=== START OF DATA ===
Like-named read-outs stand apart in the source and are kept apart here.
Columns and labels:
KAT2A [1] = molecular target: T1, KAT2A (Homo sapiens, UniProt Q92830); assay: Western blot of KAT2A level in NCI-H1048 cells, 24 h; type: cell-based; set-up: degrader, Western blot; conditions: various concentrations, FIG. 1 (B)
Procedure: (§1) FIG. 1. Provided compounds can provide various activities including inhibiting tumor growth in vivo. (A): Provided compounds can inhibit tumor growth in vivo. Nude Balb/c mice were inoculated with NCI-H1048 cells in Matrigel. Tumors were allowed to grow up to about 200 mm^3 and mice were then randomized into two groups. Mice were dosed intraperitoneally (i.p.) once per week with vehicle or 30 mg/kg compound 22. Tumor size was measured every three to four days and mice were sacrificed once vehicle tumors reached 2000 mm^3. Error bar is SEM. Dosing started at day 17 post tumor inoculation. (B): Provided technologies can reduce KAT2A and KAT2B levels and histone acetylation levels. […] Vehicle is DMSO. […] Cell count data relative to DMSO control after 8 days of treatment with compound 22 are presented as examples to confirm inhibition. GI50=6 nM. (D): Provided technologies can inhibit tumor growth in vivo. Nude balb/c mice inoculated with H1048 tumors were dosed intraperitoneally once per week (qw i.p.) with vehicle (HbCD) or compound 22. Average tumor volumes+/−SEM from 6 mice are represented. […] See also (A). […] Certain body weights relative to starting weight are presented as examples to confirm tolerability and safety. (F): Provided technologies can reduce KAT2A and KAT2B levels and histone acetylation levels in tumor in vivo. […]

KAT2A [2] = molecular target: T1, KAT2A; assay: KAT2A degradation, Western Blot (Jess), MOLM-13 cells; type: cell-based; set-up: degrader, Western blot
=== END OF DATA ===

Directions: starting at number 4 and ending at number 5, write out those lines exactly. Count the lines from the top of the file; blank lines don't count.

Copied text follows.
Procedure: (§1) FIG. 1. Provided compounds can provide various activities including inhibiting tumor growth in vivo. (A): Provided compounds can inhibit tumor growth in vivo. Nude Balb/c mice were inoculated with NCI-H1048 cells in Matrigel. Tumors were allowed to grow up to about 200 mm^3 and mice were then randomized into two groups. Mice were dosed intraperitoneally (i.p.) once per week with vehicle or 30 mg/kg compound 22. Tumor size was measured every three to four days and mice were sacrificed once vehicle tumors reached 2000 mm^3. Error bar is SEM. Dosing started at day 17 post tumor inoculation. (B): Provided technologies can reduce KAT2A and KAT2B levels and histone acetylation levels. […] Vehicle is DMSO. […] Cell count data relative to DMSO control after 8 days of treatment with compound 22 are presented as examples to confirm inhibition. GI50=6 nM. (D): Provided technologies can inhibit tumor growth in vivo. Nude balb/c mice inoculated with H1048 tumors were dosed intraperitoneally once per week (qw i.p.) with vehicle (HbCD) or compound 22. Average tumor volumes+/−SEM from 6 mice are represented. […] See also (A). […] Certain body weights relative to starting weight are presented as examples to confirm tolerability and safety. (F): Provided technologies can reduce KAT2A and KAT2B levels and histone acetylation levels in tumor in vivo. […]

KAT2A [2] = molecular target: T1, KAT2A; assay: KAT2A degradation, Western Blot (Jess), MOLM-13 cells; type: cell-based; set-up: degrader, Western blot